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Re: Telling the kids

Postby peachestotulips » Sat Mar 18, 2017 8:48 pm

Definitely read the following books; not only for your family but for insight into the dynamic of you future students as well if you're working at a school with a diverse student body.

-Emotional Resilience and the Expat Child

-Third Culture Kids: Growing Up Amongst Worlds

I'm sure others can give you suggestions as well.
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Postby PsyGuy » Sat Mar 18, 2017 8:53 pm

@mmassey67

Well one of the things you may lose going OS is scholarship opportunities and opportunities to do things like start for a a Div 5A footsball team, or other athletic activity/sport. You may miss out on something like drama or music programs that could actually get children into a competitive Uni with scholarship. You may also miss out on guaranteed acceptance or scholarship/tuition coin by graduating in the top X% of your DS/District or other such ranking. These opportunities generally dont exist in ISs.
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Re: Telling the kids

Postby Thames Pirate » Sat Mar 18, 2017 9:03 pm

What are you talking about? Sure, you might miss out on American football, but drama and music? Other sports? You can get those at an IS. You can get scholarships, too. Not only that, but unis love students who know themselves and have something more than the standard "good grades and some clubs" resume typical of high school students. Living abroad does provide that in spades, giving international students an edge on admissions in many cases.

It is true you might lose out on in-state tuition and guaranteed acceptance policies.
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Postby PsyGuy » Sat Mar 18, 2017 9:23 pm

@Thames Pirate

Yes, Drama and Music. If you go OS, your not going to be first chair in an orchestra that competes, your not going to be in a dramatic production that anyone in the US Uni Arts circuit will see or scout you for. You wont be competing at sectionals, regionals, or nationals that anyone will see.

Yes other sports, football/soccer no ones going to scout you. The Unis that recruit OS are looking at national champion teams which are almost always host nationals, they dont go to ISs. Those Unis are also big conference Unis you wont be getting any recruiters from lower Div. I and Div. II Unis/Colleges, they dont have the budget for those types of trips. Same is true of Basketball, Volleyball, Baseball, Softball, etc..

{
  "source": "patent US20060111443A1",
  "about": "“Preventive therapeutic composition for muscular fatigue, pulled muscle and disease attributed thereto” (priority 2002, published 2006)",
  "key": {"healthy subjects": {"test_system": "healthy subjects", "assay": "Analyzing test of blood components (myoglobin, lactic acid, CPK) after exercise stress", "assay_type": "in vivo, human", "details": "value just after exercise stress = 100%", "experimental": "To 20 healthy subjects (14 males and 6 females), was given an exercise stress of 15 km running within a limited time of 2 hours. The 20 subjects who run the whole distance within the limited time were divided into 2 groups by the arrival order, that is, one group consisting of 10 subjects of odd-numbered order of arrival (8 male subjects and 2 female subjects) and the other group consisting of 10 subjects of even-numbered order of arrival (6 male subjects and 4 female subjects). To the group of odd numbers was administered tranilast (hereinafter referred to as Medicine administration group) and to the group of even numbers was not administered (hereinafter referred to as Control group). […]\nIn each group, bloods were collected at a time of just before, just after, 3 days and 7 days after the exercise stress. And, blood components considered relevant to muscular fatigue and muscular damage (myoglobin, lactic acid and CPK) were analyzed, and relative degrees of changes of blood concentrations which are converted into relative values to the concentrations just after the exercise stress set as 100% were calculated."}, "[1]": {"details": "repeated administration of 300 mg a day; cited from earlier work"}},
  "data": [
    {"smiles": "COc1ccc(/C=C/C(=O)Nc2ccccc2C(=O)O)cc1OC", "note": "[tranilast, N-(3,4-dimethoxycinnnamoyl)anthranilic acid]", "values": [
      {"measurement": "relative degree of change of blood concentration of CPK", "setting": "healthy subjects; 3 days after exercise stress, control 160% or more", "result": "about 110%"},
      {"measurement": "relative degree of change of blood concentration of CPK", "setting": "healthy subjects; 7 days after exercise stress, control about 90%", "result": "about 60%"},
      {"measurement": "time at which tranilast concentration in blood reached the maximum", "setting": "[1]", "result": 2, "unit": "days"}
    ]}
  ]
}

Not really not anymore, Unis get flooded with applications from foreign students who have "multi-cultural experience", and plenty of students who did a gap year and traveled, etc. The whole IE student graduate just doesnt have the impact it used to. The whole overseas, good grades and some clubs but IE graduate isnt any more impressive than one without the IE.

The scholarships your limiting yourself too are all going to be merit/academic scholarships and the pools for those are huge. Youre also missing out on guaranteed admission and tuition programs that only stateside students are eligible for.
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Re: Telling the kids

Postby Thames Pirate » Sat Mar 18, 2017 9:43 pm

Auditions, not scouts, typically determine music and drama scholarships. And yes, you can get athletic scholarships from ISs. A student from JFK in Berlin played basketball for UNC before his NBA career, for example. Top recruits in scholarship sports often have agents that help them narrow their search or find potential matches in programs.

The expat experience growing up is not the same as the gap year experience, and unis know it. So do you--we talk about it all the time on threads like this about kids. This advantage applies to admissions as much as to anything else. Remember, admissions are often all about the essays!

That said, I know you want to argue with me, particularly on this rather philosophical point. I will stick to factual corrections and otherwise let you have the last word on the other stuff.
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Re: Telling the kids

Postby Thames Pirate » Sat Mar 18, 2017 9:58 pm

Just a quick note on admissions--the typical areas examined are:

-Academics (rigor, performance, course choices)
-Letters of rec
-Extracurriculars (particularly if they tell a bit about who you are)
-Standardised tests, though schools are moving away from this
-Essay (who are you, what can you offer the school, and what can the school offer you/fit)--this is often one of the most important ones as the above are generally somewhat generic
-If available, interviews with alumni recruiters are considered